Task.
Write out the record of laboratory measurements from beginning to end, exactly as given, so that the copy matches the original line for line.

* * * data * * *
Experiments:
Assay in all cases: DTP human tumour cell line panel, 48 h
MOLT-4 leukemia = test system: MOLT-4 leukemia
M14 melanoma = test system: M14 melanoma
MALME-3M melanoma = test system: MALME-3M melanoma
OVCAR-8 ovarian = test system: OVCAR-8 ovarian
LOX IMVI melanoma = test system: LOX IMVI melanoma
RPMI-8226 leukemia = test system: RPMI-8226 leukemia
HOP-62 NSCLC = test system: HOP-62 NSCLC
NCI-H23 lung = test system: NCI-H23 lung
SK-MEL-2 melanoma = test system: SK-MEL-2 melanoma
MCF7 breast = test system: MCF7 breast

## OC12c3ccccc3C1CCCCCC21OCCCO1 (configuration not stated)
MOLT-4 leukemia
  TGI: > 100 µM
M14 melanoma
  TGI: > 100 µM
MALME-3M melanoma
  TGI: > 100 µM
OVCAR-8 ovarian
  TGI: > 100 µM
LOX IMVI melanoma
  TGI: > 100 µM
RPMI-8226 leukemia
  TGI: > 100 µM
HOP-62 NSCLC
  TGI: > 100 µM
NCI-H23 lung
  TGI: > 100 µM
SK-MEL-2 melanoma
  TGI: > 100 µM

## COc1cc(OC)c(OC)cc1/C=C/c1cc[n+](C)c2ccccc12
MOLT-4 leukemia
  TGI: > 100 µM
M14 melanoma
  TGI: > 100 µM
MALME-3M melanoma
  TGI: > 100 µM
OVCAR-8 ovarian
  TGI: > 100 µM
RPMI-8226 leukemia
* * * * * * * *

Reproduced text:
Experiments:
Assay in all cases: DTP human tumour cell line panel, 48 h
MOLT-4 leukemia = test system: MOLT-4 leukemia
M14 melanoma = test system: M14 melanoma
MALME-3M melanoma = test system: MALME-3M melanoma
OVCAR-8 ovarian = test system: OVCAR-8 ovarian
LOX IMVI melanoma = test system: LOX IMVI melanoma
RPMI-8226 leukemia = test system: RPMI-8226 leukemia
HOP-62 NSCLC = test system: HOP-62 NSCLC
NCI-H23 lung = test system: NCI-H23 lung
SK-MEL-2 melanoma = test system: SK-MEL-2 melanoma
MCF7 breast = test system: MCF7 breast

## OC12c3ccccc3C1CCCCCC21OCCCO1 (configuration not stated)
MOLT-4 leukemia
  TGI: > 100 µM
M14 melanoma
  TGI: > 100 µM
MALME-3M melanoma
  TGI: > 100 µM
OVCAR-8 ovarian
  TGI: > 100 µM
LOX IMVI melanoma
  TGI: > 100 µM
RPMI-8226 leukemia
  TGI: > 100 µM
HOP-62 NSCLC
  TGI: > 100 µM
NCI-H23 lung
  TGI: > 100 µM
SK-MEL-2 melanoma
  TGI: > 100 µM

## COc1cc(OC)c(OC)cc1/C=C/c1cc[n+](C)c2ccccc12
MOLT-4 leukemia
  TGI: > 100 µM
M14 melanoma
  TGI: > 100 µM
MALME-3M melanoma
  TGI: > 100 µM
OVCAR-8 ovarian
  TGI: > 100 µM
RPMI-8226 leukemia